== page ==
Excavators in Paving Projects
Paving projects come in all shapes and sizes. Small jobs, like driveways, probably don’t need any kind of heavy equipment except for rolling the pavement flat after it’s laid. Larger jobs will often need heavy equipment. This is where excavators and backhoes come in.
Why does laying asphalt paving need this kind of heavy machinery? There are two main reasons. The first is when the foundation for the pavement needs to be dug deep. An excavator gets the job done more efficiently than a large team of manual diggers. The other reason is for doing repairs and maintenance on concrete. An excavator can break through damaged asphalt concrete layers in order to get at the lower layers below. This lets pavers pour a new, flat layer of asphalt where the damaged asphalt was before.
What is an Excavator?
An excavator, commonly known as an earth mover, is a large, heavy vehicle with a boom, stick and bucket attached to the front end of the machine. The boom and stick make up a mechanical arm that can be used to manipulate the bucket (or claw). Usually the excavator moves by double treads along the bottom, like a tank.
There are several variations of excavators, each with a specific function. A wheeled excavator exchanges treads for a set of wheels, making it ideal for moving around construction sites. Wheeled excavators are great for moving on terrain that is already paved. Other various kinds of excavators include suction excavators, which use high water pressure to blast materials loose. Another is the long-armed excavator, which can reach high-up and difficult spots. Check out this in-depth article about different excavator types.
An excavator is one of the largest pieces of heavy equipment available, weighing up to 200,000 pounds.
Alternatives to Excavators
Paving contractors can use jackhammers, drills, and other single-person pieces of machinery to dig. These devices have the benefit of being light, easy to transport, and less costly on fuel. However, for large projects, numerous pieces of equipment are needed. Often, one excavator can do the work of a whole team.
The backhoe is the workhorse of a lot of paving operations. This machine is a tractor with a mounted 2-part arm attached to a bucket. It is similar to an excavator, but smaller, and with less power. The main difference between the two is size. An excavator is simply larger and more powerful, and thus suited to bigger tasks.
The backhoe’s use lies in its versatility. Both machines offer a wide selection of attachments, but the backhoe has more. Additionally, the range of the arm of each device is different. The excavator has a full 360 degree rotation. A backhoe only has about 200 degrees of rotation.
Over all, a backhoe is more suited to medium-sized workplaces with a wide variety of jobs. An excavator is best suited to larges scale construction projects where its size and power shine. Backhoes weigh about 20,000 pounds or less.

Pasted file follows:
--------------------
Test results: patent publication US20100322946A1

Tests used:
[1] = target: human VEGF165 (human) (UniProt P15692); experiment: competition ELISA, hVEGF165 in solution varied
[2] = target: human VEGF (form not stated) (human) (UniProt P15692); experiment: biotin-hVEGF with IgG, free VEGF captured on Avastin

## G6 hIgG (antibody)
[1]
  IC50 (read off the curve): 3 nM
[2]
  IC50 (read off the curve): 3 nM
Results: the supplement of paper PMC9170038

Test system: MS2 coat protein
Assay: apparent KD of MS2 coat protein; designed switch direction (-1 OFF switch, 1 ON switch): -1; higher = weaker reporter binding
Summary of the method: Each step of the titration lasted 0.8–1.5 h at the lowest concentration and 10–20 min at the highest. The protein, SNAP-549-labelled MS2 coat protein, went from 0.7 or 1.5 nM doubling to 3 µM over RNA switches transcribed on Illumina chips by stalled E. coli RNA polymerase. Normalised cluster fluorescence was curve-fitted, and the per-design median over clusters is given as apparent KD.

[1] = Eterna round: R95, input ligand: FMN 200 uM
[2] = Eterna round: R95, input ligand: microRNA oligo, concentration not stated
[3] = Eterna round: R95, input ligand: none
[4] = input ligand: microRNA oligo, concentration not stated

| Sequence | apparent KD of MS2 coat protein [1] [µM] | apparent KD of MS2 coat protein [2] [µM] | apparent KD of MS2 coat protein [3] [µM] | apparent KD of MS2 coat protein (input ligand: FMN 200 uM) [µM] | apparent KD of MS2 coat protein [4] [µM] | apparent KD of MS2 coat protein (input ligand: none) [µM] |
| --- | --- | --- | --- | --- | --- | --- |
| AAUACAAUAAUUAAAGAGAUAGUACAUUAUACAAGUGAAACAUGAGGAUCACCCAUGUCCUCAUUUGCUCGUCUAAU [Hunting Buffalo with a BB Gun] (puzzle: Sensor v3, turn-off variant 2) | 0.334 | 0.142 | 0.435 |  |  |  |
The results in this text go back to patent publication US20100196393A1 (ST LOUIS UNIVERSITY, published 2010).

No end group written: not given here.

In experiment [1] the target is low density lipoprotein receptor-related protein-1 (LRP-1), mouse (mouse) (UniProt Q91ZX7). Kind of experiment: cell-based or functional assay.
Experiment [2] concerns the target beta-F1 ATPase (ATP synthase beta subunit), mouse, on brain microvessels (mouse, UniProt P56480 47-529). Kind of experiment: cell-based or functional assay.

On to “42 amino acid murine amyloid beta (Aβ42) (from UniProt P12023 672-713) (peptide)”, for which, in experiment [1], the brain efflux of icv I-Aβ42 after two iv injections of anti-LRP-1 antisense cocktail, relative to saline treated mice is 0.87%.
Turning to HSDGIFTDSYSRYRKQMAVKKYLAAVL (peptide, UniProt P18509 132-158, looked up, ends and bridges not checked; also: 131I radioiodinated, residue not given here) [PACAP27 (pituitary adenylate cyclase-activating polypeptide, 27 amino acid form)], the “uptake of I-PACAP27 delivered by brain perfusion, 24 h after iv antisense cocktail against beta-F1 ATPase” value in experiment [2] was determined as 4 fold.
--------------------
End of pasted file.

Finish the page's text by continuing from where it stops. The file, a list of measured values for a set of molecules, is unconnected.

How to Choose What is Best for Your Project
The best way to choose between which piece of heavy machinery best suits you is to learn about them. Knowing more about backhoes and excavators means you can most easily make the right choice for your project.
Size of the Project
As mentioned before, massive projects need massive machinery, so an excavator would be ideal. This is especially true of paving projects as an excavator can break through the damaged layers of asphalt or concrete with its bucket. A backhoe will require special attachments, called hoe rams (think big hammers) for this. Get an excavator to a large project, and it can accomplish a lot, quickly and efficiently. The longer arm of the excavator also helps it move things larger distances over less time.
Other uses for excavators include demolition, landscaping, mining, digging holes, and moving big objects.
For small scale projects, like driveways and small parking lots it may be best to dig without heavy equipment. A team of skilled workers with drills and jackhammers could make shorter, more precise work of a smaller construction site.
If a project has multiple work locations, then a backhoe might be best. A long stretch of highway for example, might have stretches where no work is required. For this type of work, a piece of machinery that can more easily move from point-to-point is best. A backhoe can move much faster, about 25 miles per hour on pavement.
So, if your project has disparate locations requiring frequent travel, a backhoe is probably more suitable. However, when it comes to certain tasks, like pavement and repairs, a backhoe requires a larger team than an excavator.
Despite the difficulty and cost of getting a massive excavator to a site, it’s often worth it. Repairing a frequently-used stretch of road is more important to do quickly than cheaply. Also, working in high-value locations like airports, it’s important to get work done so traffic can resume. When time is of the essence, nothing beats an excavator.
What’s the Verdict?
Use an excavator when:
- The project is massive
- Deep digging is essential
- The timeline is short
- There are fewer people available to work
Use a backhoe when:
- The project is small or moderately-sized
- A wider variety of heavy tools are needed
- There are numerous locations that must be traveled to
Use neither when:
- The project is small
- It is impossible to get heavy machinery to the work location
What Does Your Paving Project Need
Do you have a paving project? Whether your project is large, tiny, or in-between, our team of over 200 at Reliable Paving can get the job done. With 35 years of experience, we are experts in asphalt-pavement. We can install new paving, perform maintenance, and consult to help with projects as well. If you have a project, leave it to the experts. Contact us today for a quote.